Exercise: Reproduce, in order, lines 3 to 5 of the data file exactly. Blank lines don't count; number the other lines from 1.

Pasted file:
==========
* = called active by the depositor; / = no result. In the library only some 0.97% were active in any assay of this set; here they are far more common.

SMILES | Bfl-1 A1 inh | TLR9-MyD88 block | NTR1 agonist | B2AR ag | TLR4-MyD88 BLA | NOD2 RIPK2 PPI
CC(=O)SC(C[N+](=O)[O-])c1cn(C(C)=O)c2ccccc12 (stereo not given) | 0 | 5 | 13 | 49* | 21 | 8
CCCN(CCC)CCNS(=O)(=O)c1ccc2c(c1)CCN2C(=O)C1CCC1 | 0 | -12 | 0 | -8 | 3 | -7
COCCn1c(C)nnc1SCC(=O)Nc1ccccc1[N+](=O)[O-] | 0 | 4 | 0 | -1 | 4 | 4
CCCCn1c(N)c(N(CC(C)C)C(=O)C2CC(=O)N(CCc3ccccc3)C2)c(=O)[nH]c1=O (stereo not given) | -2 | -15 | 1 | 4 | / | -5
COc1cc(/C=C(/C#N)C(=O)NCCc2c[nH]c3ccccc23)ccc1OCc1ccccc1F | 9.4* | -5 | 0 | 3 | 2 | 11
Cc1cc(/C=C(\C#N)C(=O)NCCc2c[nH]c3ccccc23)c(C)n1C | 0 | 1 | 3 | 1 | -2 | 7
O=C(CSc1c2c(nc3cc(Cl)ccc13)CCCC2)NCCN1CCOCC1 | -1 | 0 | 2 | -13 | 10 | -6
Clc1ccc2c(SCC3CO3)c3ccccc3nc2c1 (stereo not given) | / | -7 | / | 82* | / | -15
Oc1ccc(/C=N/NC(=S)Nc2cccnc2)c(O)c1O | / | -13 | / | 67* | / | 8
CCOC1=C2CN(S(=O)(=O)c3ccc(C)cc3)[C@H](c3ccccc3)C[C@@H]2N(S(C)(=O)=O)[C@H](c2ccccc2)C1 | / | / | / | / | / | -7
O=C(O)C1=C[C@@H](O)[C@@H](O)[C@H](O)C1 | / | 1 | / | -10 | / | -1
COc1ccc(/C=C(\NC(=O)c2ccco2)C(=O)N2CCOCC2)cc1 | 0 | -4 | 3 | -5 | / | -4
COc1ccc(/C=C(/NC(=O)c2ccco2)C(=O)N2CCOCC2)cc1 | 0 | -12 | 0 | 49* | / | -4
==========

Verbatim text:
CC(=O)SC(C[N+](=O)[O-])c1cn(C(C)=O)c2ccccc12 (stereo not given) | 0 | 5 | 13 | 49* | 21 | 8
CCCN(CCC)CCNS(=O)(=O)c1ccc2c(c1)CCN2C(=O)C1CCC1 | 0 | -12 | 0 | -8 | 3 | -7
COCCn1c(C)nnc1SCC(=O)Nc1ccccc1[N+](=O)[O-] | 0 | 4 | 0 | -1 | 4 | 4